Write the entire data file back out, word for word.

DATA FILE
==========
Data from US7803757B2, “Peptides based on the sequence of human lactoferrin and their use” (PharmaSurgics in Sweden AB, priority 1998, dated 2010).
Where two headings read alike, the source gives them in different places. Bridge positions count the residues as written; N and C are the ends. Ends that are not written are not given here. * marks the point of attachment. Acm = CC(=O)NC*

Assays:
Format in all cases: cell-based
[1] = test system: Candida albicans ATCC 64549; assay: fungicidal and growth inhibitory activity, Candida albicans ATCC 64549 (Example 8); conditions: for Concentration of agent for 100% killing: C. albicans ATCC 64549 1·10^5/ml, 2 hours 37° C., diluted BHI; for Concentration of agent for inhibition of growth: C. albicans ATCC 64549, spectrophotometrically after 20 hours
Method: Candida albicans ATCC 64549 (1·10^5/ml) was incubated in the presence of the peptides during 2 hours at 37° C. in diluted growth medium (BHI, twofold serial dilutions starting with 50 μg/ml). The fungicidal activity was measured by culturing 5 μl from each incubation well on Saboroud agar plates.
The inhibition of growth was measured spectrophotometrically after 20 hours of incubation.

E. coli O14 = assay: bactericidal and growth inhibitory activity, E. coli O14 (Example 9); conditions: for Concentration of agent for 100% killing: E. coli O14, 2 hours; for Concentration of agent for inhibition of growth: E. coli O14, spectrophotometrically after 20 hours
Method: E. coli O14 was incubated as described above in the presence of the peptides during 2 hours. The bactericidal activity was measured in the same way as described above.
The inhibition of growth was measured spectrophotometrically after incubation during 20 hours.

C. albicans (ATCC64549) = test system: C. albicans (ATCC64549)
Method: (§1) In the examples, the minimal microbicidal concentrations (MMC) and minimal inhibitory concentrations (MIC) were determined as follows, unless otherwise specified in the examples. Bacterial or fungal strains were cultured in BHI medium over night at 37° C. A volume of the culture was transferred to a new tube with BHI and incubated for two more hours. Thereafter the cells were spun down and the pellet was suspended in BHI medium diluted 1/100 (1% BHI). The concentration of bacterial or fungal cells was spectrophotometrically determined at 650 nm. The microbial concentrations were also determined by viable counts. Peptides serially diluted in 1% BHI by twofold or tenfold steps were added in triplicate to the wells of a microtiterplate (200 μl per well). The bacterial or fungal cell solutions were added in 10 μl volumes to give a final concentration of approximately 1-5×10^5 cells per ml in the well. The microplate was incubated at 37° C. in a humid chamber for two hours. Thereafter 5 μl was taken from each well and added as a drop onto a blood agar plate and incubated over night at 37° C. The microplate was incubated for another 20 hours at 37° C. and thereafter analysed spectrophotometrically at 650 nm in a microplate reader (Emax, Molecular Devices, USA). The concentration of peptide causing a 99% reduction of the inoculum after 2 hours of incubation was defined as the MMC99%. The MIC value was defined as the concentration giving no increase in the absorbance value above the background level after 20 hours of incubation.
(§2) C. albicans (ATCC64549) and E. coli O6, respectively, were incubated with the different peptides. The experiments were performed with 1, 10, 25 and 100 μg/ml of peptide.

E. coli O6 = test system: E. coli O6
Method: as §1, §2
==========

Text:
Data from US7803757B2, “Peptides based on the sequence of human lactoferrin and their use” (PharmaSurgics in Sweden AB, priority 1998, dated 2010).
Where two headings read alike, the source gives them in different places. Bridge positions count the residues as written; N and C are the ends. Ends that are not written are not given here. * marks the point of attachment. Acm = CC(=O)NC*

Assays:
Format in all cases: cell-based
[1] = test system: Candida albicans ATCC 64549; assay: fungicidal and growth inhibitory activity, Candida albicans ATCC 64549 (Example 8); conditions: for Concentration of agent for 100% killing: C. albicans ATCC 64549 1·10^5/ml, 2 hours 37° C., diluted BHI; for Concentration of agent for inhibition of growth: C. albicans ATCC 64549, spectrophotometrically after 20 hours
Method: Candida albicans ATCC 64549 (1·10^5/ml) was incubated in the presence of the peptides during 2 hours at 37° C. in diluted growth medium (BHI, twofold serial dilutions starting with 50 μg/ml). The fungicidal activity was measured by culturing 5 μl from each incubation well on Saboroud agar plates.
The inhibition of growth was measured spectrophotometrically after 20 hours of incubation.

E. coli O14 = assay: bactericidal and growth inhibitory activity, E. coli O14 (Example 9); conditions: for Concentration of agent for 100% killing: E. coli O14, 2 hours; for Concentration of agent for inhibition of growth: E. coli O14, spectrophotometrically after 20 hours
Method: E. coli O14 was incubated as described above in the presence of the peptides during 2 hours. The bactericidal activity was measured in the same way as described above.
The inhibition of growth was measured spectrophotometrically after incubation during 20 hours.

C. albicans (ATCC64549) = test system: C. albicans (ATCC64549)
Method: (§1) In the examples, the minimal microbicidal concentrations (MMC) and minimal inhibitory concentrations (MIC) were determined as follows, unless otherwise specified in the examples. Bacterial or fungal strains were cultured in BHI medium over night at 37° C. A volume of the culture was transferred to a new tube with BHI and incubated for two more hours. Thereafter the cells were spun down and the pellet was suspended in BHI medium diluted 1/100 (1% BHI). The concentration of bacterial or fungal cells was spectrophotometrically determined at 650 nm. The microbial concentrations were also determined by viable counts. Peptides serially diluted in 1% BHI by twofold or tenfold steps were added in triplicate to the wells of a microtiterplate (200 μl per well). The bacterial or fungal cell solutions were added in 10 μl volumes to give a final concentration of approximately 1-5×10^5 cells per ml in the well. The microplate was incubated at 37° C. in a humid chamber for two hours. Thereafter 5 μl was taken from each well and added as a drop onto a blood agar plate and incubated over night at 37° C. The microplate was incubated for another 20 hours at 37° C. and thereafter analysed spectrophotometrically at 650 nm in a microplate reader (Emax, Molecular Devices, USA). The concentration of peptide causing a 99% reduction of the inoculum after 2 hours of incubation was defined as the MMC99%. The MIC value was defined as the concentration giving no increase in the absorbance value above the background level after 20 hours of incubation.
(§2) C. albicans (ATCC64549) and E. coli O6, respectively, were incubated with the different peptides. The experiments were performed with 1, 10, 25 and 100 μg/ml of peptide.

E. coli O6 = test system: E. coli O6
Method: as §1, §2